14 September 2011 by

Does a right to habitation lapse when it is not in use or when the object of the habitation is destroyed?

The unusual and interesting facts of this matter served as an opportunity for the Court in Kidson & another v Jimspeed Enterprises CC & others [2009] JOL 23455 (GNP) to refresh us on the law relating to personal servitudes, in this instance the right of habitation (right of free residence). The essence of the enquiry was whether a habitatio lapses if it is unused (but not abandoned) by the holder of the right, where the property has been transferred to a new owner who has no knowledge of the habitatio and where the physical building, where the habitatio was to be enjoyed, has been destroyed.
The facts were that the Kidsons sold their farm to Jimspeed and reserved a right of habitatio over the farmstead in their favour, for Mr Kidson's lifetime. This right of habitation was duly registered against the title deed with the transfer of ownership to Jimspeed.

Jimspeed later sold the farm to X, who in turn, sold it to Y. As a result of mining activities on the farm where they had moved to in the interim, the Kidsons wished to return to the house on the erstwhile farm. However, they discovered that Jimspeed had destroyed the house, the farm had been sold to Y and Jimspeed had been liquidated.

Y was not prepared to permit the Kidsons any rights to the farm because he was unaware of the habitatio when he purchased the property.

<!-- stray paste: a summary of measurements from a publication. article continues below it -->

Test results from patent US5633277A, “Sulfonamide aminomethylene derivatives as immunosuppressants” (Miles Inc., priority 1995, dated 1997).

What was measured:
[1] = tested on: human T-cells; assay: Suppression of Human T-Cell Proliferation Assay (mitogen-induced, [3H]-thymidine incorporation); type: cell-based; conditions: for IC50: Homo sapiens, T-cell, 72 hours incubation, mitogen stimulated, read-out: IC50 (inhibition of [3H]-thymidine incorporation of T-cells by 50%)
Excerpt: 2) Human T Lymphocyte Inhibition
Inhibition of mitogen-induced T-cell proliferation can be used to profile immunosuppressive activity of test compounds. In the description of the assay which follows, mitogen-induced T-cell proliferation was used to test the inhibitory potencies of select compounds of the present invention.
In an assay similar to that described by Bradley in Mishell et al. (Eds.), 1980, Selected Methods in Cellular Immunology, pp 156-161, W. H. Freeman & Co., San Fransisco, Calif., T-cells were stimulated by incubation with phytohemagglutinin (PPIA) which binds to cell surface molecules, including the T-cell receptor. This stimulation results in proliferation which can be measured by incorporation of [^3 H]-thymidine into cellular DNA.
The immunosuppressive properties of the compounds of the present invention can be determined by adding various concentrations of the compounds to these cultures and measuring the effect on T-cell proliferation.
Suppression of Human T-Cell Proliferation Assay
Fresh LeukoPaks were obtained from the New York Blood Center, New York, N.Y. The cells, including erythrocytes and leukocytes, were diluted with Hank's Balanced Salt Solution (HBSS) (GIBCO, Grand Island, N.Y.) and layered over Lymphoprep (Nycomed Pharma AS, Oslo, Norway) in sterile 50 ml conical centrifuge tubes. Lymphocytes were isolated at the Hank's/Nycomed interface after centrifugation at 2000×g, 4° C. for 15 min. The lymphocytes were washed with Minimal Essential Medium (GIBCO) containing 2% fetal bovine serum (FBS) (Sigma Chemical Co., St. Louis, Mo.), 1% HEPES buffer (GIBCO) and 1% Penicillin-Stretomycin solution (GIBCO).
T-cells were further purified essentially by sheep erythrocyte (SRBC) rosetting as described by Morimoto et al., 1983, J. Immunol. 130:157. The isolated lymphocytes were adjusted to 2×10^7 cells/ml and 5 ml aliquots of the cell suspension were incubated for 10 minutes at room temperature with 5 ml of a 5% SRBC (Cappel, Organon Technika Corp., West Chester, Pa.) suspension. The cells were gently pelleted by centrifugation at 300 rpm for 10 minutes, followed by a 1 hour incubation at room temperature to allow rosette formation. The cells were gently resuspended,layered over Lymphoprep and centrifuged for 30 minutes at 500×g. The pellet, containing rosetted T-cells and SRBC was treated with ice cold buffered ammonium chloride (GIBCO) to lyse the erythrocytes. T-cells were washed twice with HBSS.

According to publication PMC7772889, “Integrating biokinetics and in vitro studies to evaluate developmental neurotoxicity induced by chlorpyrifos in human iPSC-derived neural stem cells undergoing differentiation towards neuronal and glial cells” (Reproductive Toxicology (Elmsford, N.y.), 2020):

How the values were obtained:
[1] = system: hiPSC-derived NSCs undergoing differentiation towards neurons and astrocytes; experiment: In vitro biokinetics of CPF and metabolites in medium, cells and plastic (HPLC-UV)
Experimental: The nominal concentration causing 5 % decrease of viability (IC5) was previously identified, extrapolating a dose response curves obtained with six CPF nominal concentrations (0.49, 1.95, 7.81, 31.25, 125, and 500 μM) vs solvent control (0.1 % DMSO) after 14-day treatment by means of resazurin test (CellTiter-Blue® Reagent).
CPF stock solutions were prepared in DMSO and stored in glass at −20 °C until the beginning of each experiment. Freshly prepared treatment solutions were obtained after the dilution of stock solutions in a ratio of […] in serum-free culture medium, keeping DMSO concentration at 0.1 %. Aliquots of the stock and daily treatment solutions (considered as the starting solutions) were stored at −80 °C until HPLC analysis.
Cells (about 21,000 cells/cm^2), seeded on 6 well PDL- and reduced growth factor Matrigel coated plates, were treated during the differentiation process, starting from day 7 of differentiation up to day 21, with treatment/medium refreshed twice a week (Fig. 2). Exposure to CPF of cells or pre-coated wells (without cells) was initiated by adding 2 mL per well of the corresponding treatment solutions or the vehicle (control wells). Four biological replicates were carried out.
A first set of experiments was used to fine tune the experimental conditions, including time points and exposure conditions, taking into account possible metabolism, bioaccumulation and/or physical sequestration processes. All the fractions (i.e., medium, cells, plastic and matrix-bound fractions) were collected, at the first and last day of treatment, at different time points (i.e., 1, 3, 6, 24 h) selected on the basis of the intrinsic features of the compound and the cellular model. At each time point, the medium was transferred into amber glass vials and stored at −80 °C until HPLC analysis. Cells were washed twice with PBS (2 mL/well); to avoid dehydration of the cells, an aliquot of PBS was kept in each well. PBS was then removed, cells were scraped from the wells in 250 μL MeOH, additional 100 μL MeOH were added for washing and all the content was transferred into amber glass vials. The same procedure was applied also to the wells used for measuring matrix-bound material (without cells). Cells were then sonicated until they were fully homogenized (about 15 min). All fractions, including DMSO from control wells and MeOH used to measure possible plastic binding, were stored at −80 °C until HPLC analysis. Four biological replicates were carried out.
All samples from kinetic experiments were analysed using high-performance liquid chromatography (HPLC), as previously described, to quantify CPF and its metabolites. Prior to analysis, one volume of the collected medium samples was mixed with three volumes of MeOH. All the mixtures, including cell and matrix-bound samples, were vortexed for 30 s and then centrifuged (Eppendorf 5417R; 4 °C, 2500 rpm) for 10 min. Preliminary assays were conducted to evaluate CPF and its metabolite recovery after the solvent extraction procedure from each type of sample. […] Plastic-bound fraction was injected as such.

The Kidsons asked the Court to determine whether their right of habitatio still existed as registered.

The Court held that on the facts, there was not sufficient indication that the Kidsons intended to abandon their right of habitatio. Moreover, the right had neither been prescribed in terms of the Prescription Act 68, 1969, nor was it cancelled in terms of section 68(1) or (2) of the Deeds Registries Act 47, 1937

The mere non-use of the dwelling does not automatically lead to a lapsing of the right and it is irrelevant that Y did not know about the right of habitatio. Habitatio is a personal servitude similar to usufruct or usus and constitutes a limited real right over the property of another.

Judge Van Rooyen quoted Sampson J in Galant v Mahonga (1922 EDC 69) confirming that a "personal servitude differs from a real servitude because it is attached to a person and not a dominant tenement; the right comprises a ius in re, which founds an action for rei vindicatio."

The Judge held that the Kidsons could therefore sue in this action for the recovery of the right (not the buildings) of habitatio against any owner of the land subject to the right.
All real rights have a res (a thing) as object. The object of the right to habitatio is the land, which is subject to the limited real right of habitation and it is possible for the right to lapse if it is abandoned or if a fundamental change in the land occurred which made it impossible to support a structure being built on it.

The Court found that in this matter the Kidsons never abandoned the right. They merely moved away because Jimspeed made it uncomfortable for them to live there. The core of the duty of the owner of the land is inaction and the holder of the right may not compel the owner of the land to rebuild the buildings - the Kidsons would be entitled to rebuild an alternative structure.

It would appear that whoever administrated the subsequent sales of the property from Jimspeed to X and then to Y, failed to advise the purchaser in each instance that a right of habitatio was registered against the title and that the sale was therefore subject to the right of habitatio.

Conveyancers must be on their guard when attending to a transfer to meticulously check the conditions in the title deed and ensure that onerous servitudes are brought to the attention of the purchaser.

Fatima Valli-Gattoo

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